History of the Agua Fria National Monument
The Agua Fria National Monument (AFNM) was established in January of 2000. Long before then, it was known as a unique and scenic landscape of vast desert grasslands and spectacular canyons, with ancient stone structures and mysterious rock art left by prehistoric residents. Early archaeologists generally opted to explore areas less rugged and more accessible than Perry Mesa. But J. W. Simmons, an amateur archaeologist from Prescott, explored and carefully documented the large pueblo sites during the 1930's. His work was supported by the Federal Writers' Project, funded by the federal government during the Great Depression.
By the 1970's, the federal Bureau of Land Management (BLM) administered parcels of land on Perry Mesa and recognized its importance as an archaeological landscape. The BLM took action to designate the Perry Mesa Archaeological District on the National Register of Historic Places. In the late 1980's, the agency acquired the state lands on Perry Mesa and Black Mesa, thus preserving the entire landscape of mesas, canyons, and the Agua Fria River. The BLM cooperated with the Tonto National Forest, which encompassed lands in the eastern part of Perry Mesa.
The two federal agencies conducted a study of past damage to prehistoric sites from looting and vandalism, while also cooperating to expand the formal boundaries of the Perry Mesa Archaeological District to nearly 50,000 acres. The agencies also participated in the Agua Fria Grasslands Coalition, to preserve and improve management of the area's important wildlife and ecological resources, such as native fish species and herds of pronghorn. The BLM also recommended that the Agua Fria River, roughly from Cordes Junction to Black Canyon City, was suitable for designation to the National Wild and Scenic Rivers System for its outstanding scenic, cultural, free-flowing, and wildlife values.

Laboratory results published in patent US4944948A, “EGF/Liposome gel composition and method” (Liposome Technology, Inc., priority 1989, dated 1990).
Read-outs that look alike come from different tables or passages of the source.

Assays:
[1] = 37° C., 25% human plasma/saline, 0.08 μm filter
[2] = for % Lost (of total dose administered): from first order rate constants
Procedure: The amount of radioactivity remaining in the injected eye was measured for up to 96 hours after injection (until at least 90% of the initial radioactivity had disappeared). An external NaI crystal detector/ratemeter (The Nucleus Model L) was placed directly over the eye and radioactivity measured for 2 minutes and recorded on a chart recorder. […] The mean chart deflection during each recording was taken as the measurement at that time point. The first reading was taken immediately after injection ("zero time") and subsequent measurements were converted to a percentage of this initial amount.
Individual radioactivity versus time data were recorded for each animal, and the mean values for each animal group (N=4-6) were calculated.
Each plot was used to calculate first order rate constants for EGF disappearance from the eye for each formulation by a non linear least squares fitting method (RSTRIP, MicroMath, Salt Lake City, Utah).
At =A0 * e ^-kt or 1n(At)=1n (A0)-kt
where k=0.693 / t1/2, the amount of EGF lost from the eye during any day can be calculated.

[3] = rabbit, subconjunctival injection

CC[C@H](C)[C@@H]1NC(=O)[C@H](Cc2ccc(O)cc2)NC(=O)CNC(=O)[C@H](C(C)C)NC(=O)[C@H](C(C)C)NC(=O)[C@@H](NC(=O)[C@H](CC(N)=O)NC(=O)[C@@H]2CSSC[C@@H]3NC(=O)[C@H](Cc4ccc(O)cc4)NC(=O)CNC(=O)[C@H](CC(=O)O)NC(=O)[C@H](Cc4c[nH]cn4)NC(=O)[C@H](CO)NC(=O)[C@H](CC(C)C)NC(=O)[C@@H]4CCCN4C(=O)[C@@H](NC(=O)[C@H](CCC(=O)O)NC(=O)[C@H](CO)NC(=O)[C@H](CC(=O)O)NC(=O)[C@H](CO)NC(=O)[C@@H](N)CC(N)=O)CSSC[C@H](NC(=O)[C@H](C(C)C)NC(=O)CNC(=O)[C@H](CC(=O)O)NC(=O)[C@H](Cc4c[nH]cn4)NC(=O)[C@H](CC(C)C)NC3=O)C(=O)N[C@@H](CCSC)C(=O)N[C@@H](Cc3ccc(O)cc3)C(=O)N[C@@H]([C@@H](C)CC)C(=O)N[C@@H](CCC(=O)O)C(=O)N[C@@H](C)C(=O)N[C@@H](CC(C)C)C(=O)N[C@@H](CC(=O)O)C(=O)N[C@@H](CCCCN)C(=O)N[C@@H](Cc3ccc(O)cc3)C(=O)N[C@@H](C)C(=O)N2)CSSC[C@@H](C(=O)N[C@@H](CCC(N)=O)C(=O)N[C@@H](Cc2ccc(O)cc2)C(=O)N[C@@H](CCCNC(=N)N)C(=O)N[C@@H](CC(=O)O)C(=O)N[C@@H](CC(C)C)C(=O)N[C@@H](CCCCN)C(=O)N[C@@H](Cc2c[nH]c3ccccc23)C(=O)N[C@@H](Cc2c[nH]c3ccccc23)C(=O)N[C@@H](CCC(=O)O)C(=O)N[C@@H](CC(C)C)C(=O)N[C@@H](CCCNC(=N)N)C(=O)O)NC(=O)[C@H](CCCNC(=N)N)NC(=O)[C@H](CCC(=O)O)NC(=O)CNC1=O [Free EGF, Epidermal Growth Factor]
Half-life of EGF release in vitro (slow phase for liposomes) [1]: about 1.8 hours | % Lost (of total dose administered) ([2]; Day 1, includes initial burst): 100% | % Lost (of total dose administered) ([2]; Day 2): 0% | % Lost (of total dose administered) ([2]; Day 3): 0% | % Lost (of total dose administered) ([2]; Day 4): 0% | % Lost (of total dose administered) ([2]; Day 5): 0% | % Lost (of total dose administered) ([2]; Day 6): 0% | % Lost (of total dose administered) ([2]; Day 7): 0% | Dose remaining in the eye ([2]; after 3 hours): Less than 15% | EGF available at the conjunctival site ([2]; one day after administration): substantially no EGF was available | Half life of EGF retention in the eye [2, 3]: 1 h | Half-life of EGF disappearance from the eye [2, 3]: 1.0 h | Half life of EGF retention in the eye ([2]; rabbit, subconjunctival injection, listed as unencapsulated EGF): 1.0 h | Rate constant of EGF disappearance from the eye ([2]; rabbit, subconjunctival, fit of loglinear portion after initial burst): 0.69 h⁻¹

By 1999, all of these efforts caught the attention of Bruce Babbitt, then the Secretary of the Interior. An Arizona native and former Governor, Babbitt was familiar with the area as one of his former hiking spots. He was also intrigued by an article published by the Museum of Northern Arizona, in which archaeologists described Perry Mesa as a "prehistoric gated community" designed for cooperation in defense against enemy attacks. He visited Perry Mesa and hiked the Agua Fria River Canyon and the rugged round trip to Baby Canyon Pueblo.
Secretary Babbitt had a new vision for national monuments, which had been almost exclusively administered by the National Park Service. He wanted to give the BLM the opportunity to have its own monuments, which would encompass landscapes, rather than specific locations of historic importance. These areas could emphasize the protection of important natural and cultural resources, while also allowing for some traditional uses such as hunting and ranching. There was a pressing need to protect resources at risk, such as the archaeological sites that had been damaged by looting and vandalism.
At the rim of the Grand Canyon in January of 2000, under the authority of the Antiquities Act of 1906, President William Clinton signed the proclamation creating the AFNM for the protection of its important scientific, natural, and cultural values. The Agua Fria was among the first three national monuments to be administered by the BLM.